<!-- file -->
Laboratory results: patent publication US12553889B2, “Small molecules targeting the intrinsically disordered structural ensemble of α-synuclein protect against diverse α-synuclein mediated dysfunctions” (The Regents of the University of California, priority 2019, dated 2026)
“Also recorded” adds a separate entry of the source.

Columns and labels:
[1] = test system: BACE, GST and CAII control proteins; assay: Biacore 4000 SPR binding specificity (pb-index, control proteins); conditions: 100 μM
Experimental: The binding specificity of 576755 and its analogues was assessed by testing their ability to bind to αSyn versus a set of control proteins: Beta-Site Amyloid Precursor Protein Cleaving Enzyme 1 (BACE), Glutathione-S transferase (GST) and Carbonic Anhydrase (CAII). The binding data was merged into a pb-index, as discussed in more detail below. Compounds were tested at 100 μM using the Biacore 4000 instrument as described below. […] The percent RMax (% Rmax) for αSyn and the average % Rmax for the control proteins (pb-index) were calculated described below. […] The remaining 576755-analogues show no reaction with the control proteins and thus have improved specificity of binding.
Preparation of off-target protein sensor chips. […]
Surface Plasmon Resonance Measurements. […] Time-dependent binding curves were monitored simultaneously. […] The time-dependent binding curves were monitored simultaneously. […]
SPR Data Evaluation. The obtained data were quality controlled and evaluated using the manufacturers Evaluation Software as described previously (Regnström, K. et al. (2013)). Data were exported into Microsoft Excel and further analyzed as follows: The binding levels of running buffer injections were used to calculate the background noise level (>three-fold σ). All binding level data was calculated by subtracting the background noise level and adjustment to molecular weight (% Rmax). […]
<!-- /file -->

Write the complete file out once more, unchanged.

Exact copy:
Laboratory results: patent publication US12553889B2, “Small molecules targeting the intrinsically disordered structural ensemble of α-synuclein protect against diverse α-synuclein mediated dysfunctions” (The Regents of the University of California, priority 2019, dated 2026)
“Also recorded” adds a separate entry of the source.

Columns and labels:
[1] = test system: BACE, GST and CAII control proteins; assay: Biacore 4000 SPR binding specificity (pb-index, control proteins); conditions: 100 μM
Experimental: The binding specificity of 576755 and its analogues was assessed by testing their ability to bind to αSyn versus a set of control proteins: Beta-Site Amyloid Precursor Protein Cleaving Enzyme 1 (BACE), Glutathione-S transferase (GST) and Carbonic Anhydrase (CAII). The binding data was merged into a pb-index, as discussed in more detail below. Compounds were tested at 100 μM using the Biacore 4000 instrument as described below. […] The percent RMax (% Rmax) for αSyn and the average % Rmax for the control proteins (pb-index) were calculated described below. […] The remaining 576755-analogues show no reaction with the control proteins and thus have improved specificity of binding.
Preparation of off-target protein sensor chips. […]
Surface Plasmon Resonance Measurements. […] Time-dependent binding curves were monitored simultaneously. […] The time-dependent binding curves were monitored simultaneously. […]
SPR Data Evaluation. The obtained data were quality controlled and evaluated using the manufacturers Evaluation Software as described previously (Regnström, K. et al. (2013)). Data were exported into Microsoft Excel and further analyzed as follows: The binding levels of running buffer injections were used to calculate the background noise level (>three-fold σ). All binding level data was calculated by subtracting the background noise level and adjustment to molecular weight (% Rmax). […]